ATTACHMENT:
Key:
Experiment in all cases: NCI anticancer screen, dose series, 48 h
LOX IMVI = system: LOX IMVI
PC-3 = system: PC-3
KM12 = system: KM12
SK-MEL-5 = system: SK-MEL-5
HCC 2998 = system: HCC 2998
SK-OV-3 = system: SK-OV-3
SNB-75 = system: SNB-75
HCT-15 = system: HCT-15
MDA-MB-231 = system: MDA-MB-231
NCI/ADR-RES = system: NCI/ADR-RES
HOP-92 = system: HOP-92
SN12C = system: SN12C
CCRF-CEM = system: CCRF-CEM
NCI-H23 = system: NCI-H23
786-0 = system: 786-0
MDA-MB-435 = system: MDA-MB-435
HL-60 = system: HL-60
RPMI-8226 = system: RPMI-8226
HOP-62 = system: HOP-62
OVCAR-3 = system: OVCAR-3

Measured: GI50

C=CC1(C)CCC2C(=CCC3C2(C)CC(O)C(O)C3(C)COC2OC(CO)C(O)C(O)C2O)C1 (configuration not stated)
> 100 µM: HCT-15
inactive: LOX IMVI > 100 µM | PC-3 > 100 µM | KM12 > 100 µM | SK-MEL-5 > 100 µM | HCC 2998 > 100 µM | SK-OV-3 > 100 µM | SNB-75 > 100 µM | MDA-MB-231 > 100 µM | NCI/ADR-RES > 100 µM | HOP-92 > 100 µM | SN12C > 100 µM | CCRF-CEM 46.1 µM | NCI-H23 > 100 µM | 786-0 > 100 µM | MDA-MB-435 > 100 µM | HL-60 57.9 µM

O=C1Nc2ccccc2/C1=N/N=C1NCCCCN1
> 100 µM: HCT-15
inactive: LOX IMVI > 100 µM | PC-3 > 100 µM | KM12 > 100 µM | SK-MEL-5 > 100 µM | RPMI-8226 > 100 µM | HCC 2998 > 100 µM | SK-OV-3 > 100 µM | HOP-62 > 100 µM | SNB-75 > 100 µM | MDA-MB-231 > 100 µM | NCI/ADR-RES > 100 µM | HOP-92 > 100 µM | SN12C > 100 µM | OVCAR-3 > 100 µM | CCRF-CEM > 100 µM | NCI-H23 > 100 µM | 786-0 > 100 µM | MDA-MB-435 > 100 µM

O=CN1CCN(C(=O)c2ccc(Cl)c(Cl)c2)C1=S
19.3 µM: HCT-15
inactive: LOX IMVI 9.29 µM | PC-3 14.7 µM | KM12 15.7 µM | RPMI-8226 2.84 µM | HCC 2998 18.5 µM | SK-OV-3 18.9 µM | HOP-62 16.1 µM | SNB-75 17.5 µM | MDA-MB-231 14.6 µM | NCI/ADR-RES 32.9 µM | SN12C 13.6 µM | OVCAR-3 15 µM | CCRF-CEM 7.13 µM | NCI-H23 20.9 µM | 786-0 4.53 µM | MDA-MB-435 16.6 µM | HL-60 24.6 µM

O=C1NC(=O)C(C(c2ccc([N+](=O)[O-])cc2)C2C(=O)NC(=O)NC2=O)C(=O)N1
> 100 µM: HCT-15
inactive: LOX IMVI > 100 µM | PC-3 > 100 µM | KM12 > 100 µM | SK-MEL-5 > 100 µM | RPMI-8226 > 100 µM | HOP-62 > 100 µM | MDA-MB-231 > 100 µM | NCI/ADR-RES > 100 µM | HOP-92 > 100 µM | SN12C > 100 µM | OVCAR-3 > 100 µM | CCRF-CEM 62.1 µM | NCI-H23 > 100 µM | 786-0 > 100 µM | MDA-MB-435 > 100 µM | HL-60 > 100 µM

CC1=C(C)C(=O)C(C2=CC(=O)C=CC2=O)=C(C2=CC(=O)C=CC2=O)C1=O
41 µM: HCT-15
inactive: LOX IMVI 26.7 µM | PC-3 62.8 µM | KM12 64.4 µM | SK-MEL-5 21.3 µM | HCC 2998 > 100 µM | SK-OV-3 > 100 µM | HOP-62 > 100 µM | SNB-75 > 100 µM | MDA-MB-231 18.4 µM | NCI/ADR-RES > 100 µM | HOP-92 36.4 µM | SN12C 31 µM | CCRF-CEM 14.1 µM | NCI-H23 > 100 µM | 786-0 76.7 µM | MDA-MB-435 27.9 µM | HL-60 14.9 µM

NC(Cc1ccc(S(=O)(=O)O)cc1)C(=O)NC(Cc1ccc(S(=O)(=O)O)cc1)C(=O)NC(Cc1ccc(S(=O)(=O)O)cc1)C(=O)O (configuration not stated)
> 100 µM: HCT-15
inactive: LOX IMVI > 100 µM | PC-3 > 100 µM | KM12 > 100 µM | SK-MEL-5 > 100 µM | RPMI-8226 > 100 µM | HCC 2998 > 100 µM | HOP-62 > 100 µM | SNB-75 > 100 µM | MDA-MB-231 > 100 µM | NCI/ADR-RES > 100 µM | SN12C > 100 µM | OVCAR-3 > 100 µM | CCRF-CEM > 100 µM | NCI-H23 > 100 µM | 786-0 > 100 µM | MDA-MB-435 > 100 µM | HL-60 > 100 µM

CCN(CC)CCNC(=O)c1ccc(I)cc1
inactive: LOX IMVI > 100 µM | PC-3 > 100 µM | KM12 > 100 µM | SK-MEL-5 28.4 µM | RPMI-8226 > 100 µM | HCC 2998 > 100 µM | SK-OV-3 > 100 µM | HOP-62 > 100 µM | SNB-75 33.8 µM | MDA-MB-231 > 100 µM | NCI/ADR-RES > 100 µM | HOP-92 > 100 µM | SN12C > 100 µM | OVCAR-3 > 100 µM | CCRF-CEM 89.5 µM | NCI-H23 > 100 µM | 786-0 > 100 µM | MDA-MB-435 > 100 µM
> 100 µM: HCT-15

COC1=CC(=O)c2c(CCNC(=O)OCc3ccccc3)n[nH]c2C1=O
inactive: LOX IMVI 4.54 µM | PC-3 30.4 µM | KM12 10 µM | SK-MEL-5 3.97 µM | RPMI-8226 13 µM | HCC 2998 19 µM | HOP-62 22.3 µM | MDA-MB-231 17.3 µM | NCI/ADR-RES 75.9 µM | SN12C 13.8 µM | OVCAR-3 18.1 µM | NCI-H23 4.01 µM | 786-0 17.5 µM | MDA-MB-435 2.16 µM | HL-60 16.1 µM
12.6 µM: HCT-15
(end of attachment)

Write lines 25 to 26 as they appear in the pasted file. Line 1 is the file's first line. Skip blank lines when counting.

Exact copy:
> 100 µM: HCT-15
inactive: LOX IMVI > 100 µM | PC-3 > 100 µM | KM12 > 100 µM | SK-MEL-5 > 100 µM | HCC 2998 > 100 µM | SK-OV-3 > 100 µM | SNB-75 > 100 µM | MDA-MB-231 > 100 µM | NCI/ADR-RES > 100 µM | HOP-92 > 100 µM | SN12C > 100 µM | CCRF-CEM 46.1 µM | NCI-H23 > 100 µM | 786-0 > 100 µM | MDA-MB-435 > 100 µM | HL-60 57.9 µM